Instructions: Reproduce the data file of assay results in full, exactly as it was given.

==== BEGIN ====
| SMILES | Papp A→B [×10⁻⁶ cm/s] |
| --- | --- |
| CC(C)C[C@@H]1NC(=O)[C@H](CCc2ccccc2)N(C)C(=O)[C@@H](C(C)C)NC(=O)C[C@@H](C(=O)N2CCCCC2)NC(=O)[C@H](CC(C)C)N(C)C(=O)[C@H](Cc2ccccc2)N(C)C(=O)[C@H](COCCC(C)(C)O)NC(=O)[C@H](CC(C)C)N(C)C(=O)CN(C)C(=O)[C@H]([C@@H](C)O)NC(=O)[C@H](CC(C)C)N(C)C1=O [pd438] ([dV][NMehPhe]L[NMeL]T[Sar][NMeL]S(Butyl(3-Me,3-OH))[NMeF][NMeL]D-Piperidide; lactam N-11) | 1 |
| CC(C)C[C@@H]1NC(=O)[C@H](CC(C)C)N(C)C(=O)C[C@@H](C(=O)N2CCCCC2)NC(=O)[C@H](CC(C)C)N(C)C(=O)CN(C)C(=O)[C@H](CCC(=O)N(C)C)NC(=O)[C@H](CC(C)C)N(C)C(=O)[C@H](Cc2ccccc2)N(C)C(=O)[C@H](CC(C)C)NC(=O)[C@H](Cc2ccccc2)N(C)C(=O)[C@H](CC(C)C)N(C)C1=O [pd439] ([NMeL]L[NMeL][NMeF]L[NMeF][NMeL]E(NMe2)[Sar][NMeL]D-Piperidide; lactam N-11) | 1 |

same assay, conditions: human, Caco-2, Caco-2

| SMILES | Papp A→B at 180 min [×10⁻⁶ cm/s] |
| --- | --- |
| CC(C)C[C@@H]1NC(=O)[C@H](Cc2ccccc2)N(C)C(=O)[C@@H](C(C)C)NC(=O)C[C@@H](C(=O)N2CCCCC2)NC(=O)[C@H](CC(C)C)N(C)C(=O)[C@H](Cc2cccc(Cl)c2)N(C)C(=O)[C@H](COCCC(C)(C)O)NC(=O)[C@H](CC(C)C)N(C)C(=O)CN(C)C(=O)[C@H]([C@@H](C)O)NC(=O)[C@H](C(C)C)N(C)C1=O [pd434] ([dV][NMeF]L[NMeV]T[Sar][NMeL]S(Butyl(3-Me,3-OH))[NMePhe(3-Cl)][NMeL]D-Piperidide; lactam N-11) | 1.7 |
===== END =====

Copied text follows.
| SMILES | Papp A→B [×10⁻⁶ cm/s] |
| --- | --- |
| CC(C)C[C@@H]1NC(=O)[C@H](CCc2ccccc2)N(C)C(=O)[C@@H](C(C)C)NC(=O)C[C@@H](C(=O)N2CCCCC2)NC(=O)[C@H](CC(C)C)N(C)C(=O)[C@H](Cc2ccccc2)N(C)C(=O)[C@H](COCCC(C)(C)O)NC(=O)[C@H](CC(C)C)N(C)C(=O)CN(C)C(=O)[C@H]([C@@H](C)O)NC(=O)[C@H](CC(C)C)N(C)C1=O [pd438] ([dV][NMehPhe]L[NMeL]T[Sar][NMeL]S(Butyl(3-Me,3-OH))[NMeF][NMeL]D-Piperidide; lactam N-11) | 1 |
| CC(C)C[C@@H]1NC(=O)[C@H](CC(C)C)N(C)C(=O)C[C@@H](C(=O)N2CCCCC2)NC(=O)[C@H](CC(C)C)N(C)C(=O)CN(C)C(=O)[C@H](CCC(=O)N(C)C)NC(=O)[C@H](CC(C)C)N(C)C(=O)[C@H](Cc2ccccc2)N(C)C(=O)[C@H](CC(C)C)NC(=O)[C@H](Cc2ccccc2)N(C)C(=O)[C@H](CC(C)C)N(C)C1=O [pd439] ([NMeL]L[NMeL][NMeF]L[NMeF][NMeL]E(NMe2)[Sar][NMeL]D-Piperidide; lactam N-11) | 1 |

same assay, conditions: human, Caco-2, Caco-2

| SMILES | Papp A→B at 180 min [×10⁻⁶ cm/s] |
| --- | --- |
| CC(C)C[C@@H]1NC(=O)[C@H](Cc2ccccc2)N(C)C(=O)[C@@H](C(C)C)NC(=O)C[C@@H](C(=O)N2CCCCC2)NC(=O)[C@H](CC(C)C)N(C)C(=O)[C@H](Cc2cccc(Cl)c2)N(C)C(=O)[C@H](COCCC(C)(C)O)NC(=O)[C@H](CC(C)C)N(C)C(=O)CN(C)C(=O)[C@H]([C@@H](C)O)NC(=O)[C@H](C(C)C)N(C)C1=O [pd434] ([dV][NMeF]L[NMeV]T[Sar][NMeL]S(Butyl(3-Me,3-OH))[NMePhe(3-Cl)][NMeL]D-Piperidide; lactam N-11) | 1.7 |